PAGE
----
From underground lairs scattered across the city, country, continent and yes, planet, plans are being hatched. Pale figures watch and wait, observing the actions of the outside world, a world they aren't truly a part of. The masses are weak, foolish, gullible and they don't even suspect how easily they will be controlled. There is one group, however, who is certain that they know who is really in control of our daily lives. That group are the Conspiracy Theorists. They have dedicated their life to gathering suspect information and half remembered legends into a unified cohesive alternative histories and alternative news of world events. Every shadow is a shadow government. Every number is a code. Every secret seems to hint at a secret society.
Secret societies and cults share many aspects, accusations and the occasional aspiration, but I'd like to make it clear that this article only refers to the evolution of secret societies.
When the inflammatory rhetoric about ungodly conspiracies is ripped away, the secret society becomes a very manageable idea. Yes, many did aspire to gain political control, just as almost every religion, or political group has. Growing up in the 'cold war' it was easy to see how fear of other political systems could run away with a culture. For those growing up in this age of the 'war on terror' it's evident that people are still equally as ready to fly off the handle when it comes to religion.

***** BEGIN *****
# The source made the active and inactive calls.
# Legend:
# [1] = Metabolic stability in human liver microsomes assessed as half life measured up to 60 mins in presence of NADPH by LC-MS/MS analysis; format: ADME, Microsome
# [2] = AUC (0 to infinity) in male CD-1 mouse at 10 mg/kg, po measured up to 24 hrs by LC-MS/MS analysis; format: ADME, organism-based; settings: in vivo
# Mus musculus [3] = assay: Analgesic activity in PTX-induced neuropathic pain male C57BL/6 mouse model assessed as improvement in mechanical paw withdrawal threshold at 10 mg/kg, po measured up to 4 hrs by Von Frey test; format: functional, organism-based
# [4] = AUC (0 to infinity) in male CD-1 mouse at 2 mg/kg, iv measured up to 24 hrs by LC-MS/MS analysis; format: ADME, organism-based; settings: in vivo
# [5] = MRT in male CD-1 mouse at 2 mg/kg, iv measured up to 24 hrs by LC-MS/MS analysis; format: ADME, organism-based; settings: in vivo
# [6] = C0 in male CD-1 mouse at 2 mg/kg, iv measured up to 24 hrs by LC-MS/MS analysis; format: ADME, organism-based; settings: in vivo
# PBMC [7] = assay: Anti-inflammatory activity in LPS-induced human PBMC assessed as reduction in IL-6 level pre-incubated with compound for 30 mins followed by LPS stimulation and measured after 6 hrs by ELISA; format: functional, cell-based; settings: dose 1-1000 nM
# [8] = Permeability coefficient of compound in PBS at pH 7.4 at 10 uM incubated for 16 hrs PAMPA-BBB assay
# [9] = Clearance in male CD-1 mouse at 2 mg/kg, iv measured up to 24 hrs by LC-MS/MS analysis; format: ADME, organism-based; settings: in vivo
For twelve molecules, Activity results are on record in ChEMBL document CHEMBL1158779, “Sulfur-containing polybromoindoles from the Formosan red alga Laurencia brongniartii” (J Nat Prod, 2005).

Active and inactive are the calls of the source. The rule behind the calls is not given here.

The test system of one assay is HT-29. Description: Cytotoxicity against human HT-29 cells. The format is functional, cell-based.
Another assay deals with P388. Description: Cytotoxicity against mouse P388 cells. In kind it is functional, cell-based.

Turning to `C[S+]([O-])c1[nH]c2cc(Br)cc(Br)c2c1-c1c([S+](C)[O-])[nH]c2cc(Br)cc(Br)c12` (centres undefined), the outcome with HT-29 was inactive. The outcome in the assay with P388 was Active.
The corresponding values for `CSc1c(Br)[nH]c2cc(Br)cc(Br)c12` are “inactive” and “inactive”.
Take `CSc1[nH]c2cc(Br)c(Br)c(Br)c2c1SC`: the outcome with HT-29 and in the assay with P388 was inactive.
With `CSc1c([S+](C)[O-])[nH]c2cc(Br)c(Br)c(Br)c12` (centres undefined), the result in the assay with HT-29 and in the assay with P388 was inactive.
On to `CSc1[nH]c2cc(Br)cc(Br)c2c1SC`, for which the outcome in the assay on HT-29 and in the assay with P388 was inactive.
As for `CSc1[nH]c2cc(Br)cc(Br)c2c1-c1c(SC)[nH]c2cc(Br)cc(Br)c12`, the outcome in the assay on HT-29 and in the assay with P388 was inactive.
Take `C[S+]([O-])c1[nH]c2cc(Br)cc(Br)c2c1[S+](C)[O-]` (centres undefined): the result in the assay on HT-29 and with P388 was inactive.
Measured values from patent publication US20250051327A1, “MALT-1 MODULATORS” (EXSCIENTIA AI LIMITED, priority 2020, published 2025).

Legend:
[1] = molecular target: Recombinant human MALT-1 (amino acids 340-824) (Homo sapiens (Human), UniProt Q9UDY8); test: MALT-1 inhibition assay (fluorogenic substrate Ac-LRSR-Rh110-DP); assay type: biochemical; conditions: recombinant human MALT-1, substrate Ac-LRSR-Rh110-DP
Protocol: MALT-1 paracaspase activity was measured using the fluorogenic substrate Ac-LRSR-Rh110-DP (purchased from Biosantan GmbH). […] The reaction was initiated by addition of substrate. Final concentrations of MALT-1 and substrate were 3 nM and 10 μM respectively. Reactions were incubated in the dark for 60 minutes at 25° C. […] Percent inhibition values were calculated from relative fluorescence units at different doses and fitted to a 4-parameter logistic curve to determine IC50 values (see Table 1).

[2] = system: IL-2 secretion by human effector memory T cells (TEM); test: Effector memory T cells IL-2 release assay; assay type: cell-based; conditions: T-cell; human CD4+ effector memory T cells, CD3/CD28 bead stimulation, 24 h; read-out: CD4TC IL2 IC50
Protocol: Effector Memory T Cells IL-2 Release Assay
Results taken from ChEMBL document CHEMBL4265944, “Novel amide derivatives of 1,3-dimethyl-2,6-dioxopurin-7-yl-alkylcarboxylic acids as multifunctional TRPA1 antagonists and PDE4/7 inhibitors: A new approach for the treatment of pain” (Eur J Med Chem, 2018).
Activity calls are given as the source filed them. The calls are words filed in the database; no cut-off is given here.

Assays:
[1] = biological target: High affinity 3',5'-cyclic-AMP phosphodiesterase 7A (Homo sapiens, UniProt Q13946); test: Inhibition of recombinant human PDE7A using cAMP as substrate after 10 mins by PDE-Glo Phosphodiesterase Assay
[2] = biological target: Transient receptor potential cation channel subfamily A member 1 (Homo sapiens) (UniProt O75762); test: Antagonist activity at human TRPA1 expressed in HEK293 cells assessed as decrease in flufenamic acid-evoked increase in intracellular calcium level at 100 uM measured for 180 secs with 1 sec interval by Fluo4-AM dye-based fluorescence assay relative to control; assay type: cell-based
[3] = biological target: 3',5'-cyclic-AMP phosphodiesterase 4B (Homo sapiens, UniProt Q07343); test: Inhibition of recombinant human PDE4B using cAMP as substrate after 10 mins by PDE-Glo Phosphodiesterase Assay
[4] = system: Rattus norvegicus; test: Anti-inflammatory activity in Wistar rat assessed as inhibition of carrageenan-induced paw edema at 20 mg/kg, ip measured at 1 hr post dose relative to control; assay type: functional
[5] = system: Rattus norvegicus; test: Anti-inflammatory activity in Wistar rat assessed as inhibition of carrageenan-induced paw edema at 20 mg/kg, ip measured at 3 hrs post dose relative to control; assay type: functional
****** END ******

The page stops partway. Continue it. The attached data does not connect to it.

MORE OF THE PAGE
It started out very practically, of course. A group with a particular skill would unite in order to ensure that their work is not undervalued by competition or that shoddy craftsmen don't befoul their industry. Where possible, the skills they have mastered and the technological advances in their field are kept secret, known only to members of their exclusive group. While not the first association or guild the scribes at the library of Alexandria provide a great example of how a simple, practical group could begin to seem menacing.
Long before the invention of the printing press, books had to be copied out by hand. The work was meticulous, labourious and generally only happened on a small scale. Access to any great number of books was a rare thing and the skills of reading and writing which we take for granted were equally rare. To make matters worse, different 'copies' of the same book could contain vastly different information. The library at Alexandria, one of the wonders of the ancient world, employed a hefty number of people who would do nothing but transcribe books. Anyone passing through the city, reportedly, was asked to surrender any books or scrolls they were carrying to be copied before they left. Much of the library's contents would also have been copied in order to sell or to prove as protection against wear and tear or the fires that were common in libraries of that era. Eventually the scribes gathered together in order to protect their wage and to regulate the quality of work that the library produced. This group probably seems to have more in common with a union than a secret society now and in hindsight that's pretty accurate. The evolution of guilds though, is an essential component in the history of secret societies. The ability to transfer information in anything other than an oral form must have seemed a wonderful mystery then, easily the equal of dramatic incantations in some pseudo-Sumerian gibberish tongue today. These were men, huddled in the dim lamplight all day, methodically gathering various elements of the arcane knowledge.